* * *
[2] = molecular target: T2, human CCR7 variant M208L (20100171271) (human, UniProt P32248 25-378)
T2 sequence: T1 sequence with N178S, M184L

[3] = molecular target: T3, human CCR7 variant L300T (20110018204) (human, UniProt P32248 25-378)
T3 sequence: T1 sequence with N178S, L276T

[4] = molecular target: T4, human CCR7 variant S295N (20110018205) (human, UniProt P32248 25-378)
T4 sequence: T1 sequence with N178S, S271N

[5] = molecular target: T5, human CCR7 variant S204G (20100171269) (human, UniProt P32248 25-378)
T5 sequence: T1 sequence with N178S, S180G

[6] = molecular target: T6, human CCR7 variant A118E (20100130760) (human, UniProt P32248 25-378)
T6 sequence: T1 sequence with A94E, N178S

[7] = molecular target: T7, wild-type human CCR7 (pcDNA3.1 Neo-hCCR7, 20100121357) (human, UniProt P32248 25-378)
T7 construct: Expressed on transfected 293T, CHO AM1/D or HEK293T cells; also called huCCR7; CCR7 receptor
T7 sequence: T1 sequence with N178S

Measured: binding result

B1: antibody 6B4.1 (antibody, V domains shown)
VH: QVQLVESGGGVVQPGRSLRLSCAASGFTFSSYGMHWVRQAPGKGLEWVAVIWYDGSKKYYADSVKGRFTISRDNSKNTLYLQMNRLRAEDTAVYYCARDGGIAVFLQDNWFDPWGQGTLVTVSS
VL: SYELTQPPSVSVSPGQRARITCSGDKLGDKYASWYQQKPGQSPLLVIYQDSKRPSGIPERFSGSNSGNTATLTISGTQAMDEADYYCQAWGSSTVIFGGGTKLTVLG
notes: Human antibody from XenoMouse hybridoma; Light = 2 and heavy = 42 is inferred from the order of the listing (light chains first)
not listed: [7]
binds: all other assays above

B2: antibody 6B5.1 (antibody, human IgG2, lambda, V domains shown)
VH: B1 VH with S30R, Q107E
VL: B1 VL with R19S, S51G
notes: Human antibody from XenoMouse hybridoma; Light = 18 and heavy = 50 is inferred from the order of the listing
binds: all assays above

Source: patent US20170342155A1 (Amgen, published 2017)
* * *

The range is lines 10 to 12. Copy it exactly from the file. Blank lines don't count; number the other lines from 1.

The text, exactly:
T6 sequence: T1 sequence with A94E, N178S

[7] = molecular target: T7, wild-type human CCR7 (pcDNA3.1 Neo-hCCR7, 20100121357) (human, UniProt P32248 25-378)
T7 construct: Expressed on transfected 293T, CHO AM1/D or HEK293T cells; also called huCCR7; CCR7 receptor